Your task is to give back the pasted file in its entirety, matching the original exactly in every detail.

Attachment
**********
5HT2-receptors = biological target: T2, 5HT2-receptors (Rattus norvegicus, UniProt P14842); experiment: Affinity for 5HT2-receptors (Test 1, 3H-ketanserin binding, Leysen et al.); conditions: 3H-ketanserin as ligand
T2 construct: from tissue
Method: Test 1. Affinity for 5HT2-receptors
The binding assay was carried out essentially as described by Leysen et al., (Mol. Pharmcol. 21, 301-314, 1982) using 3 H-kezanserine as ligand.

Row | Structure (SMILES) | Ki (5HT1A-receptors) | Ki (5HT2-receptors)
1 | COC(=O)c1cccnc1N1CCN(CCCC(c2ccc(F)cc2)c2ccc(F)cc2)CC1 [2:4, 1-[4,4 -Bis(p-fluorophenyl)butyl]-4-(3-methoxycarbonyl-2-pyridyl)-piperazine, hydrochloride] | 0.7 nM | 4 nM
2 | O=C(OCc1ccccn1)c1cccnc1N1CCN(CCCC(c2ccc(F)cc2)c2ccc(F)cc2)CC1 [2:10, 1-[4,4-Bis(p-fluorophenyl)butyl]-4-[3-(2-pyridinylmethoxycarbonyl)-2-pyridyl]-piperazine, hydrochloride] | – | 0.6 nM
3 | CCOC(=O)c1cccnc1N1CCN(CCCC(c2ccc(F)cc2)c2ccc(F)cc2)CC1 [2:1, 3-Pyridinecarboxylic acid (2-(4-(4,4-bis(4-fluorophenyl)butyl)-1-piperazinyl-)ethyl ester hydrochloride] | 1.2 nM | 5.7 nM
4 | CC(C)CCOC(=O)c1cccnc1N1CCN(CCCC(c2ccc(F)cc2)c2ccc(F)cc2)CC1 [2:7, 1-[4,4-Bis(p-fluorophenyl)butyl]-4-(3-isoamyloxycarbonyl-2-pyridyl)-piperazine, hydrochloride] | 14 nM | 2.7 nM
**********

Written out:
5HT2-receptors = biological target: T2, 5HT2-receptors (Rattus norvegicus, UniProt P14842); experiment: Affinity for 5HT2-receptors (Test 1, 3H-ketanserin binding, Leysen et al.); conditions: 3H-ketanserin as ligand
T2 construct: from tissue
Method: Test 1. Affinity for 5HT2-receptors
The binding assay was carried out essentially as described by Leysen et al., (Mol. Pharmcol. 21, 301-314, 1982) using 3 H-kezanserine as ligand.

Row | Structure (SMILES) | Ki (5HT1A-receptors) | Ki (5HT2-receptors)
1 | COC(=O)c1cccnc1N1CCN(CCCC(c2ccc(F)cc2)c2ccc(F)cc2)CC1 [2:4, 1-[4,4 -Bis(p-fluorophenyl)butyl]-4-(3-methoxycarbonyl-2-pyridyl)-piperazine, hydrochloride] | 0.7 nM | 4 nM
2 | O=C(OCc1ccccn1)c1cccnc1N1CCN(CCCC(c2ccc(F)cc2)c2ccc(F)cc2)CC1 [2:10, 1-[4,4-Bis(p-fluorophenyl)butyl]-4-[3-(2-pyridinylmethoxycarbonyl)-2-pyridyl]-piperazine, hydrochloride] | – | 0.6 nM
3 | CCOC(=O)c1cccnc1N1CCN(CCCC(c2ccc(F)cc2)c2ccc(F)cc2)CC1 [2:1, 3-Pyridinecarboxylic acid (2-(4-(4,4-bis(4-fluorophenyl)butyl)-1-piperazinyl-)ethyl ester hydrochloride] | 1.2 nM | 5.7 nM
4 | CC(C)CCOC(=O)c1cccnc1N1CCN(CCCC(c2ccc(F)cc2)c2ccc(F)cc2)CC1 [2:7, 1-[4,4-Bis(p-fluorophenyl)butyl]-4-(3-isoamyloxycarbonyl-2-pyridyl)-piperazine, hydrochloride] | 14 nM | 2.7 nM